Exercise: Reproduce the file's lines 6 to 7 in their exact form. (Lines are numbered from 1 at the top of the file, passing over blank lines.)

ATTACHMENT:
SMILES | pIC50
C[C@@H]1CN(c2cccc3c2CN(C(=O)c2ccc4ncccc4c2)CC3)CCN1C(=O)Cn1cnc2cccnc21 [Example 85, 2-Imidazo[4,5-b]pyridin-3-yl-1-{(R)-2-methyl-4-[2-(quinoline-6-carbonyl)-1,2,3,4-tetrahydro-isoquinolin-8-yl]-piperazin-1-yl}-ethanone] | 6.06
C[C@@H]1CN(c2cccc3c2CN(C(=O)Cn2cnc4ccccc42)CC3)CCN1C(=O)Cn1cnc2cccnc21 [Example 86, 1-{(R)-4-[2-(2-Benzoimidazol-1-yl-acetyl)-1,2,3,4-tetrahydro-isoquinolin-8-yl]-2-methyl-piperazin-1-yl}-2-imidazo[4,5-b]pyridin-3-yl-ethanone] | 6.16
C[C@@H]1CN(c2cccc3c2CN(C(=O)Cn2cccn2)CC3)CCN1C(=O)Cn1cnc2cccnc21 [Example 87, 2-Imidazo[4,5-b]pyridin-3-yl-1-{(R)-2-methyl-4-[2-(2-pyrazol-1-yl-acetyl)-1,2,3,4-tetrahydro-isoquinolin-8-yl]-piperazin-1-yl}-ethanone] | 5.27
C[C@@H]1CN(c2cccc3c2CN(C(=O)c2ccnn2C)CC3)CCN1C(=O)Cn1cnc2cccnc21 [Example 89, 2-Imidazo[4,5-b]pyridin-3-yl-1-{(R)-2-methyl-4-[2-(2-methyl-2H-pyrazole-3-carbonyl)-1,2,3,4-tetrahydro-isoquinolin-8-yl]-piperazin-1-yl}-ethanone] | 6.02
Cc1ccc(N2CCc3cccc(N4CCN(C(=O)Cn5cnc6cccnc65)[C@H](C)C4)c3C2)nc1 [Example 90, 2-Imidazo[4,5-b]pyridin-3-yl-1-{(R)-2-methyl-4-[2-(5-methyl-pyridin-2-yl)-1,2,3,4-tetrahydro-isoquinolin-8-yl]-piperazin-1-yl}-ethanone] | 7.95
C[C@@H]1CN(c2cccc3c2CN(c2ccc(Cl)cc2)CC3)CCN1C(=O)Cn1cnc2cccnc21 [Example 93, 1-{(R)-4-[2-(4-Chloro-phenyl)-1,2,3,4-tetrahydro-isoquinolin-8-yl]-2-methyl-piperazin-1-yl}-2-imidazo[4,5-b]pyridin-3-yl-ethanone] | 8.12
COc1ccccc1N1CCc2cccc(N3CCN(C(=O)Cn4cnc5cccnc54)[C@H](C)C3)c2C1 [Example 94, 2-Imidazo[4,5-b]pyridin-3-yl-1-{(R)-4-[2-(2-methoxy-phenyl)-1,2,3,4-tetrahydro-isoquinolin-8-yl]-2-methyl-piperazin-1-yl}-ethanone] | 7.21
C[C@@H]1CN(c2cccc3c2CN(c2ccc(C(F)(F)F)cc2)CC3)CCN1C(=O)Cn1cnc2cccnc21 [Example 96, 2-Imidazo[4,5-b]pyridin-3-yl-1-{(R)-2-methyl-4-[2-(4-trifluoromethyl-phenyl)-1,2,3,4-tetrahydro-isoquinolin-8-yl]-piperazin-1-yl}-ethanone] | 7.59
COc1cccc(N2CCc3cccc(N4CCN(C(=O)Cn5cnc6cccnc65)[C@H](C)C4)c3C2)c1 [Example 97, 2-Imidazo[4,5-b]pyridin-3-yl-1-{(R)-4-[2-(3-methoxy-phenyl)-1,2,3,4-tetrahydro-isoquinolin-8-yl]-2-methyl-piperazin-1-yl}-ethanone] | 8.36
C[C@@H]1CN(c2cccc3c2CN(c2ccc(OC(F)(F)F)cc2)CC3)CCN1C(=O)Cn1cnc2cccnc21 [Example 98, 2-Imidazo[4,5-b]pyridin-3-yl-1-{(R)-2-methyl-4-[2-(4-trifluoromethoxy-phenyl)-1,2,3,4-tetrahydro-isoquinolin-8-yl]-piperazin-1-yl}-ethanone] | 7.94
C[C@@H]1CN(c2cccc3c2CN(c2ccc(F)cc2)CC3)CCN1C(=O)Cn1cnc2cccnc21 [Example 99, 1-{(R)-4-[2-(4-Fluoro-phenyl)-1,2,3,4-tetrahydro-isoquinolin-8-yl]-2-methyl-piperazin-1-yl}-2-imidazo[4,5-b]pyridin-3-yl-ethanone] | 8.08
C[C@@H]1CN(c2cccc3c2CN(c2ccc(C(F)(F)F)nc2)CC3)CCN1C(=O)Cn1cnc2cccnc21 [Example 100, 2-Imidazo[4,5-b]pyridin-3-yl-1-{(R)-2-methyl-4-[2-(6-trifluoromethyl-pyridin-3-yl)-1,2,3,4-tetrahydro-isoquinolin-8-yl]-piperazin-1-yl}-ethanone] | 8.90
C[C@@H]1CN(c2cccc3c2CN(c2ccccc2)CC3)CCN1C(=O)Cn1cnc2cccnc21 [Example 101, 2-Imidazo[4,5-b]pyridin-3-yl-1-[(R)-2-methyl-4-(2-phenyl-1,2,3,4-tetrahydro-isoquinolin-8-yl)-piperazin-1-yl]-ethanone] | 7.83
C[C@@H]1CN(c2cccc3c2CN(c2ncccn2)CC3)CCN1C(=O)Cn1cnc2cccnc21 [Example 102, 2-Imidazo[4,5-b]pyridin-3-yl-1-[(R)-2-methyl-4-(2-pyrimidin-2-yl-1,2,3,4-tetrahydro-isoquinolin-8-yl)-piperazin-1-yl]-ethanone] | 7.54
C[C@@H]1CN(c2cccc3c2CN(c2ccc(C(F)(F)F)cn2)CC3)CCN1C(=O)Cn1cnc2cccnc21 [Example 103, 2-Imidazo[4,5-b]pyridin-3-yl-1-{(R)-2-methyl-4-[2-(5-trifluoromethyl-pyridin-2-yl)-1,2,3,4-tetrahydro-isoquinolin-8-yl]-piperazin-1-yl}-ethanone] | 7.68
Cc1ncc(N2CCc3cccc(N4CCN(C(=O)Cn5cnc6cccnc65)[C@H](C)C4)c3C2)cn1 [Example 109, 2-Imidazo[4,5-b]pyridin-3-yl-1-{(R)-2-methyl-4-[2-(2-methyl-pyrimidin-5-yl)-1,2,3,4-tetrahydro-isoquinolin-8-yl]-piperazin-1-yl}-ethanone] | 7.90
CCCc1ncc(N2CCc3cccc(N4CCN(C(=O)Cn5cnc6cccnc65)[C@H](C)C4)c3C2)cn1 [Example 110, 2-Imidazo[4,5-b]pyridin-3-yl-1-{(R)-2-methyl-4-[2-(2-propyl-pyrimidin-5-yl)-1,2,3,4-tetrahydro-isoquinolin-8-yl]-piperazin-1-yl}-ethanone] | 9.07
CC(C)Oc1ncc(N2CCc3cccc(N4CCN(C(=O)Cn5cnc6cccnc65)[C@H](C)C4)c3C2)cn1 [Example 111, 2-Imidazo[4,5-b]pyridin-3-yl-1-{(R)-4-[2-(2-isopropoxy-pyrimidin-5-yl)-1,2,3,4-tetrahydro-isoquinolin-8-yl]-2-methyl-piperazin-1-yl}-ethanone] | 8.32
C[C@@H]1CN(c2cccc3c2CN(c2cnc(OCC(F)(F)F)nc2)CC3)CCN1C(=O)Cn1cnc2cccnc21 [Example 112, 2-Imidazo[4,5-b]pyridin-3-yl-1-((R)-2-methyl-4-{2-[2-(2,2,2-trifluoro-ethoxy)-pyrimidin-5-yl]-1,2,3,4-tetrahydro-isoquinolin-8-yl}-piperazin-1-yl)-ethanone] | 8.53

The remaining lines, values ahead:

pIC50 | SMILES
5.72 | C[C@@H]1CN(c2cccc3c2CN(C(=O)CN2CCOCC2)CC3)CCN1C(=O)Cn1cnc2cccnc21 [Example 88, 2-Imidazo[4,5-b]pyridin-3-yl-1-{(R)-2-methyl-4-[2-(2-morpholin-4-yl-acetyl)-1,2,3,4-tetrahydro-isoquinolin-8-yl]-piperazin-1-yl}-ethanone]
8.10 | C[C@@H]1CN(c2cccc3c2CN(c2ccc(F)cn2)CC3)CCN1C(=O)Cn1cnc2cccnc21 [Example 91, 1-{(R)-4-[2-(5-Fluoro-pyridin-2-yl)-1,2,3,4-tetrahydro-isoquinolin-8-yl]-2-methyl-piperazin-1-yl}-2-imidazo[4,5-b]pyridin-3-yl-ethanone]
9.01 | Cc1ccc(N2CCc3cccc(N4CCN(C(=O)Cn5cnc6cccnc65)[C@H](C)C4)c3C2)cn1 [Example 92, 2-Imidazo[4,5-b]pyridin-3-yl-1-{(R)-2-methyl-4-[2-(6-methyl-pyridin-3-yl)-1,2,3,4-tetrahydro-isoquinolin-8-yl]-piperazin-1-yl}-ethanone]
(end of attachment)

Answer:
Cc1ccc(N2CCc3cccc(N4CCN(C(=O)Cn5cnc6cccnc65)[C@H](C)C4)c3C2)nc1 [Example 90, 2-Imidazo[4,5-b]pyridin-3-yl-1-{(R)-2-methyl-4-[2-(5-methyl-pyridin-2-yl)-1,2,3,4-tetrahydro-isoquinolin-8-yl]-piperazin-1-yl}-ethanone] | 7.95
C[C@@H]1CN(c2cccc3c2CN(c2ccc(Cl)cc2)CC3)CCN1C(=O)Cn1cnc2cccnc21 [Example 93, 1-{(R)-4-[2-(4-Chloro-phenyl)-1,2,3,4-tetrahydro-isoquinolin-8-yl]-2-methyl-piperazin-1-yl}-2-imidazo[4,5-b]pyridin-3-yl-ethanone] | 8.12